Processing sequence for acoustic impedance estimation

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Seismic Data Analysis
Series Investigations in Geophysics
Author Öz Yilmaz
ISBN ISBN 978-1-56080-094-1
Store SEG Online Store

The parsimonious signal processing sequence described in analysis of amplitude variation with offset tailored for AVO analysis also should be used for acoustic impedance estimation. Again, it is important to preserve the signal bandwidth of there-corded data during processing and attain a broad-band spectrum with a flat passband for the data input to poststack amplitude inversion. Also, the processing sequence must be designed to preserve relative amplitudes in the data. We shall analyze a 2-D marine line for acoustic impedance estimation. Data specifications for the line are listed in Table 11-4. In addition to the seismic data, sonic and density logs from a well located on the line traverse were used in estimating and removing the constant and linear phase associated with the residual wavelet in the poststack time-migrated CMP stacked data prior to amplitude inversion.

Table 11-4. Data specifications for the line used in acoustic impedance estimation.
Line Length 23.2 km
Shot Spacing 25 m
Receiver Spacing 16.67 m
CMP Spacing 8.33 m
Minimum Offset 80 m
Maximum Offset 3064 m
Number of Receivers 180
Fold of Coverage 60
Sampling interval 2 ms

The processing sequence included the following steps:

  1. Design a Wiener shaping filter (field data examples) to convert the recorded far-field source signature to its minimum-phase equivalent. Then, perform signature deconvolution by applying the filter to the recorded data.
  2. Mute guided waves since they are confined to the shallow water layer and contain no information about the subsurface reflectivity.
  3. Apply t2-scaling to compensate for geometric spreading. As mentioned in analysis of amplitude variation with offset, a velocity-dependent scaling function should be avoided to prevent overcorrection of amplitudes of multiples.
  4. Perform predictive deconvolution with unit-prediction lag to increase the vertical resolution, and remove short-period multiples and reverberations. With increasing prediction lag, the amplitude spectrum departs from a flat character (predictive deconvolution in practice). No data-dependent scaling should be applied to ensure preservation of relative amplitudes.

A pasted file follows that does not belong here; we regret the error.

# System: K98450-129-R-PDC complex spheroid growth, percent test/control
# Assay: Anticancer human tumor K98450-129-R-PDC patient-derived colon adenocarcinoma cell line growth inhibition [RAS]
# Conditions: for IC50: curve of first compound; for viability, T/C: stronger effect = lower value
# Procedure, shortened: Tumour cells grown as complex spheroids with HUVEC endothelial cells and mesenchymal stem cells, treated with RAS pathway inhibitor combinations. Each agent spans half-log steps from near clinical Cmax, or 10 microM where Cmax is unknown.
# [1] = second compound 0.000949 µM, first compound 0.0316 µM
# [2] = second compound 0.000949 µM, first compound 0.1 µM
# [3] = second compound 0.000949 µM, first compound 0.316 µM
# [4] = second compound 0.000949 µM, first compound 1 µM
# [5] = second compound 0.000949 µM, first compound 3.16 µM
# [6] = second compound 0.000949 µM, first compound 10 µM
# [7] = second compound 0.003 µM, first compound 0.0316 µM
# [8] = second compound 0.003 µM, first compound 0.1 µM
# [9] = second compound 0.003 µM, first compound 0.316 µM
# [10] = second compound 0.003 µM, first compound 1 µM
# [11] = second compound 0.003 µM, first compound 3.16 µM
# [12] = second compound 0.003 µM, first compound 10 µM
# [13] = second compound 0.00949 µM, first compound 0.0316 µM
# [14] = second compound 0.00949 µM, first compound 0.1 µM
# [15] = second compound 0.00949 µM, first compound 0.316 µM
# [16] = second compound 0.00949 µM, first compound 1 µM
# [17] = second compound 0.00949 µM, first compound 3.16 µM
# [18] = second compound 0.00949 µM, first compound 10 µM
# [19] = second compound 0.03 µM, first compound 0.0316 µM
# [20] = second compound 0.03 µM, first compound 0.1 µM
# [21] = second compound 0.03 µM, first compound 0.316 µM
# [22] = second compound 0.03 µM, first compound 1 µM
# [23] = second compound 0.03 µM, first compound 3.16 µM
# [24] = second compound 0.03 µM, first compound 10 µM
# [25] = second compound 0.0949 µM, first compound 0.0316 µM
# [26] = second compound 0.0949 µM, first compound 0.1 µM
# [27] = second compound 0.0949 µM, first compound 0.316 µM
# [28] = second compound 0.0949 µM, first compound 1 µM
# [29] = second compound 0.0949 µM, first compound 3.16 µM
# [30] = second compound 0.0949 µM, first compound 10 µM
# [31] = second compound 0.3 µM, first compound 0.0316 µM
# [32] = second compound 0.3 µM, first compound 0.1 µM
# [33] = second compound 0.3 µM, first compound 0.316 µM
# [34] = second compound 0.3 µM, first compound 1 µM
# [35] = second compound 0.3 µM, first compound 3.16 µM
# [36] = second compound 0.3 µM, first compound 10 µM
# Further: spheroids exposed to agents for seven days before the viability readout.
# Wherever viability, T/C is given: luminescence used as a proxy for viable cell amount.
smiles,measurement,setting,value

5. Test CMP stacking for optimum fold (Figure 11.3-3). The principle criterion is to ensure minimal dependency of reflection amplitudes on the angle of incidence within the time window of interest. By using the NMO-corrected CMP gathers at velocity analysis locations, derive a spatially varying mute pattern such that much of the far-offset data are excluded from stacking. The CMP stack with optimum mute (Figure 11.3-3a) appears to best preserve the flatness character of the average amplitude spectrum of the data. The amplitude spectra and the autocorrelograms imply that there needs to be further flattening of the spectrum within the passband and removal of reverberations.
  6. Perform velocity analyses at frequent intervals, and obtain an optimum CMP stack using a time- and spatially varying mute function.
  7. Apply a frequency-space complex Wiener filter with unit-prediction lag (f − x deconvolution) to attenuate random noise uncorrelated from trace to trace (Figure 11.3-4a).
  8. Apply minimum-phase deconvolution to restore flat spectrum within the passband (Figure 11.3-4b).
  9. Apply time-variant spectral whitening to account for nonstationarity (Figure 11.3-4c).